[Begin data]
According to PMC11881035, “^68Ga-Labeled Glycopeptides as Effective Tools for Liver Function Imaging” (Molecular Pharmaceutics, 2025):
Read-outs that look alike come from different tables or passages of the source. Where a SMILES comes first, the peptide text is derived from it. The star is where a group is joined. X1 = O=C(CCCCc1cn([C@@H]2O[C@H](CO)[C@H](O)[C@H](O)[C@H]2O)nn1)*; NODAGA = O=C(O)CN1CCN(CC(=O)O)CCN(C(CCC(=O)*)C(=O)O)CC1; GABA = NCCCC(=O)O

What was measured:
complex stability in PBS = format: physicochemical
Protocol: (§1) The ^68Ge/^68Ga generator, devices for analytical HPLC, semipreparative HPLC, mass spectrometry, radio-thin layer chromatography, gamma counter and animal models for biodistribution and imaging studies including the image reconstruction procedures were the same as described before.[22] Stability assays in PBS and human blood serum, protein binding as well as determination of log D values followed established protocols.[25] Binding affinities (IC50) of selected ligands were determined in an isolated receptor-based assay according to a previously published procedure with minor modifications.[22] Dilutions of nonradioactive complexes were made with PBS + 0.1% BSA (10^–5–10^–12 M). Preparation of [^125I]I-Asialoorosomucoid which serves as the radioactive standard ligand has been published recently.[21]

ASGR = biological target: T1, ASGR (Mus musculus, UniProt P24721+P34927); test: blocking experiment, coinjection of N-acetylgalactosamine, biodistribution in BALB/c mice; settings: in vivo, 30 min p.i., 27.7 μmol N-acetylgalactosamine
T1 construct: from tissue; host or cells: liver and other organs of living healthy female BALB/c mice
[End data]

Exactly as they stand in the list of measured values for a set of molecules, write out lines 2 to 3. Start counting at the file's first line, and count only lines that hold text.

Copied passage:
Read-outs that look alike come from different tables or passages of the source. Where a SMILES comes first, the peptide text is derived from it. The star is where a group is joined. X1 = O=C(CCCCc1cn([C@@H]2O[C@H](CO)[C@H](O)[C@H](O)[C@H]2O)nn1)*; NODAGA = O=C(O)CN1CCN(CC(=O)O)CCN(C(CCC(=O)*)C(=O)O)CC1; GABA = NCCCC(=O)O

What was measured: